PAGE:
By now, most people are familiar with the term “cabinet” and its iconic meaning of “a cabinet made out of wood or plaster.”
But how about that new term “window”?
How about a wall painting?
Well, now you can.
According to an article by the Wall Street Journal, architects have developed “a windowless, canvas-based solution that can be used to create wall paintings,” and it could be the first time the technique has been used in an architectural context.
The article describes a project called “Lemonade” by the architectural firm, Wachtell, Lipton, Rosen & Katz, which combines the art of wood-painting with the “digital technology” of digital painting.
The result is a “painting in a windowless space, a canvas-filled space,” and “an empty space.”
The technique uses digital paint chips, a type of paint that can generate digital images with an accuracy that can range from 99.99 percent to 99.999 percent, the Journal reports.
A typical digital chip can generate an image that can run about 4,000 pixels in size.
The chips can then be combined with an adhesive, a plastic or glass material that “is easy to wipe off the painting surface and not require much pressure to apply.”
The article notes that the process is a bit different than what has been done before, with the artist having to create the walls themselves first, then create a window for the artwork.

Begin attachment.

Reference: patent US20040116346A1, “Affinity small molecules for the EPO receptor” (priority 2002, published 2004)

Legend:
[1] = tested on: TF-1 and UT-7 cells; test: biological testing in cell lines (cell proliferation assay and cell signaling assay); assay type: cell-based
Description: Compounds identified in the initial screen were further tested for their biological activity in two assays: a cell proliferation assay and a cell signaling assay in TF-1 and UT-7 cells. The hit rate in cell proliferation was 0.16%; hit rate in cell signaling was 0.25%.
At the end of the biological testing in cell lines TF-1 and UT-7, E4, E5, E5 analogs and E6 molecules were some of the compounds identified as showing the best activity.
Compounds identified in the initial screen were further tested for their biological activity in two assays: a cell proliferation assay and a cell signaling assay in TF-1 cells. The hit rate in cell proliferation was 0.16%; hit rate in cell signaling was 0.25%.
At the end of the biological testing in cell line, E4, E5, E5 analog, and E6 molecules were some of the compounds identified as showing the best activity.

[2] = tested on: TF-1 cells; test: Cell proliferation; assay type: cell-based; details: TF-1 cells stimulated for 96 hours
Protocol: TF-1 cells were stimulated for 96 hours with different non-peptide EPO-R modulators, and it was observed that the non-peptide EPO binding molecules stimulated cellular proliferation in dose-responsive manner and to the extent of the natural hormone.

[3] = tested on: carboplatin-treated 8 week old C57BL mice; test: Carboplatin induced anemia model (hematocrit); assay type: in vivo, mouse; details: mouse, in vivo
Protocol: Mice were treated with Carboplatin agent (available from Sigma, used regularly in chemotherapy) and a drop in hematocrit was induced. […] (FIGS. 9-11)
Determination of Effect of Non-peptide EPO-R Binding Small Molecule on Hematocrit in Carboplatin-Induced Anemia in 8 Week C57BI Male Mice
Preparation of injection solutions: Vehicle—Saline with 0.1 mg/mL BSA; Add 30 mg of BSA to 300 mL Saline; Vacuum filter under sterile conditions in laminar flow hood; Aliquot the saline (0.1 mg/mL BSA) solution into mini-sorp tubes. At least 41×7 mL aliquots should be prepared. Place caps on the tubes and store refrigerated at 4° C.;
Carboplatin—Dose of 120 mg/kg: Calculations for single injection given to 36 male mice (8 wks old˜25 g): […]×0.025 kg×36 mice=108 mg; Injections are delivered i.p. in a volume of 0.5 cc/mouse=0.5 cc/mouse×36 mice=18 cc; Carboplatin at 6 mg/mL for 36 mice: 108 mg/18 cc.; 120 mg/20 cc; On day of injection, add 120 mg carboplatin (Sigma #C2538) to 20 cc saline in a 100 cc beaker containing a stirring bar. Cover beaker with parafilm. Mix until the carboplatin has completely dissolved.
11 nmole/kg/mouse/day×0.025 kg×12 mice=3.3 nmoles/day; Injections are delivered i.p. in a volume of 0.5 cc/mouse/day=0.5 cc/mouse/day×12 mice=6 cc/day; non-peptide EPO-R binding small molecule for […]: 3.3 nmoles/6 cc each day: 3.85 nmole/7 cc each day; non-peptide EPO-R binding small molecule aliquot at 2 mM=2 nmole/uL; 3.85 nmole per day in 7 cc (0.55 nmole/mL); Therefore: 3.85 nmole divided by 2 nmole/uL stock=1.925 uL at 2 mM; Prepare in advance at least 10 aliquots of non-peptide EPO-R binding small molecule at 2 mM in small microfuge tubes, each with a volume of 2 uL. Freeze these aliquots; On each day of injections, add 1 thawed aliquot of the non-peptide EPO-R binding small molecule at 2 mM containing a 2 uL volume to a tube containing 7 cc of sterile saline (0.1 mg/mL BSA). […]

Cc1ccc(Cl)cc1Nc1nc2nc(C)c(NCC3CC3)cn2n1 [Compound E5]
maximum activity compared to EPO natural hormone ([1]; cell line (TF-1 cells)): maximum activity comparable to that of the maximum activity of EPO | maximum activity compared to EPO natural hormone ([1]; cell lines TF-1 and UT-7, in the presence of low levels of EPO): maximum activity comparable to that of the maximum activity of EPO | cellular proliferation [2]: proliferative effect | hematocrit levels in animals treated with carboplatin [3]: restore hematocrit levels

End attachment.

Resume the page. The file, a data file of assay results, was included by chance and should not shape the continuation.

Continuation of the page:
It also mentions that the technology has been demonstrated at an exhibition in Hong Kong in January.
The Wall Street Review also reports that the company is now working on a larger-scale project, which includes “a glass wall” and “a full-scale window installation.”
The company’s founder, Richard Wachs, said in a statement that the work “represents a new approach to painting that can enable the world to imagine and see how the physical world works in an unprecedented way.”
The company’s goal is to develop a new technique that will allow architects and engineers to create new spaces in their buildings, the Wall St Journal reports, which could potentially help alleviate the need for massive glass-and-steel structures.